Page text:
The Belgian Malinois is a breed that’s prone to hip and elbow dysplasia, which can develop over time. This is why you’ll need to counter it from happening by giving your Belgian Malinois foods rich in glucosamine and chondroitin.
These can be found in most organic dog food brands nowadays so you don’t have to search for them that much. However, it is also found in most seafood such as crabs, shrimp, lobster, and shellfish. Therefore, if you want to go on a raw diet for your Belgian Malinois, you can include most seafood.
2. Foods rich in vitamin A and DHA
Since the Belgian Malinois is prone to progressive retinal atrophy and other eye problems such as cataracts, they will need foods rich in vitamin A, such as carrots and other veggies. You can also find vitamin A in other foods such as egg yolks and fish liver oil.
Foods with naturally-occurring DHA can help with both the eyes and the brain development of your puppy. Fish products (fish oil, meal, and the like), sardines, salmon, and other similar foods all contain DHA for your dog’s health.
3. Protein sources like meat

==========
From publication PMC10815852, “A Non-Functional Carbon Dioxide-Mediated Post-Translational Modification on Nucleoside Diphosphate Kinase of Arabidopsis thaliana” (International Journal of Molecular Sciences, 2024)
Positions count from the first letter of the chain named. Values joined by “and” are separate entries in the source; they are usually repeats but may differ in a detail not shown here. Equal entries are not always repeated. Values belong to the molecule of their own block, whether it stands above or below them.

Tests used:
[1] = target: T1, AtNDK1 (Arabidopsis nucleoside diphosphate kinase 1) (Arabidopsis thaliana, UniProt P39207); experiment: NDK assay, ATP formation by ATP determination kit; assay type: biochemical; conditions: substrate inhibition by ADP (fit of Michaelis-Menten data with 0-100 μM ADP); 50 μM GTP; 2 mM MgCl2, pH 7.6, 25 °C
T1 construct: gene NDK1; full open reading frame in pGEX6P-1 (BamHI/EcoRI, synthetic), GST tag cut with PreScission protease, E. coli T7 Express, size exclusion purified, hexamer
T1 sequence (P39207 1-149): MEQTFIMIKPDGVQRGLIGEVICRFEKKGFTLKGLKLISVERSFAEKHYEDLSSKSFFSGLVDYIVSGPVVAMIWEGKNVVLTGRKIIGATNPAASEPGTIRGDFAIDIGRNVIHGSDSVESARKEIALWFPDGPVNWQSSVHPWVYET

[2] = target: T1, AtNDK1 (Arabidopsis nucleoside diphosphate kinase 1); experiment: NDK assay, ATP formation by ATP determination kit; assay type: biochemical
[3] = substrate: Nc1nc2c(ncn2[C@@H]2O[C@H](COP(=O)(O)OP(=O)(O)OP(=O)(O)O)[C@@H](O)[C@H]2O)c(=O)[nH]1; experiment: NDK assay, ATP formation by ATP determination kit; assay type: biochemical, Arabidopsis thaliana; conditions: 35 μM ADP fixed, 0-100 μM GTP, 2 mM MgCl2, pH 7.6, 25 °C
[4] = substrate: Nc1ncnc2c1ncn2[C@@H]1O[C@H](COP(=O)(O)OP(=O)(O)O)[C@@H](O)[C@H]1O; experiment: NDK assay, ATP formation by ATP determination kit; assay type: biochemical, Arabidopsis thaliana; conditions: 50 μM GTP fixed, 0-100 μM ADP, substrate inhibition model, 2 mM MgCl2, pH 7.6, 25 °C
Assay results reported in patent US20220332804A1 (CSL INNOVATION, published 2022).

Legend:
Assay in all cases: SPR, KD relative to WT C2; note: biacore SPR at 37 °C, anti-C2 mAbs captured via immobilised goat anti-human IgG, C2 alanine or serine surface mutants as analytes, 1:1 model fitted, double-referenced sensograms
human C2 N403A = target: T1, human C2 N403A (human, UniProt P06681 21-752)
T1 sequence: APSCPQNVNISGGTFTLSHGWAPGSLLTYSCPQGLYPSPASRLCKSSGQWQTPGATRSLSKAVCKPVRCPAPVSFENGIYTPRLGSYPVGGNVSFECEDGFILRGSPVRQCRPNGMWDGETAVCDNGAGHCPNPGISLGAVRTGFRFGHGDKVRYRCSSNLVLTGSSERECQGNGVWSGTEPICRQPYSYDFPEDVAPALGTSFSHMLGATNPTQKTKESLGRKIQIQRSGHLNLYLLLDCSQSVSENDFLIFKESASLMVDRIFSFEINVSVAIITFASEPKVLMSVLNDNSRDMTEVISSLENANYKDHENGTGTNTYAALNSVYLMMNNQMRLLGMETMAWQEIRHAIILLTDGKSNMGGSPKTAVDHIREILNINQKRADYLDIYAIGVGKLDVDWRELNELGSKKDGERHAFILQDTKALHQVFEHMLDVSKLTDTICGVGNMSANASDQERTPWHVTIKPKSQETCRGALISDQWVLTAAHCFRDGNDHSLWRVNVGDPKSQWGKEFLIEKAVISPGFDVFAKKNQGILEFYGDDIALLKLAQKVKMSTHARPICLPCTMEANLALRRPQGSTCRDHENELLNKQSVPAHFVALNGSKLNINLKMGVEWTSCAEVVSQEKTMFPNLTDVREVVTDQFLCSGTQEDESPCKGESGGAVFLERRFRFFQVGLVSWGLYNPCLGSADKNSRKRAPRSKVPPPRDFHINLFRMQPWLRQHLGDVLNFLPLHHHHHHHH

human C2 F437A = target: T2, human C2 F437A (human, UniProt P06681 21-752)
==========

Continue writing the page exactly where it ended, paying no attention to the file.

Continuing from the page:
Raw meat is greatly recommended by most breeders for the Belgian Malinois due to their tendency to have hip and elbow dysplasia. It is a bountiful source of glucosamine and chondroitin. You can give them a wide range of protein sources such as chicken, beef, and even organ meat such as animal liver.
Foods to Avoid
What you want to avoid for a Belgian Malinois, aside from chocolate and other no-no’s for dogs, is anything that has too many filler carbs such as wheat, soy, and corn. Most pet owners also advise against white rice and feed their dogs brown rice instead.
Aside from that, it’s best to stay away from foods that have too many additives, colorings, flavors, and the like. This is also why Belgian Malinois pet owners tend to lean towards raw feeding to give them a break from these unnecessary and unhealthy fillers in their dog’s diet.
FAQs on Feeding a Belgian Malinois
To help you manage your Belgian Malinois diet, here are some frequently asked questions about feeding them:
How do I choose the right food for my Belgian Malinois?
When choosing Belgian Malinois food, you should consider the following criteria:
Age of dog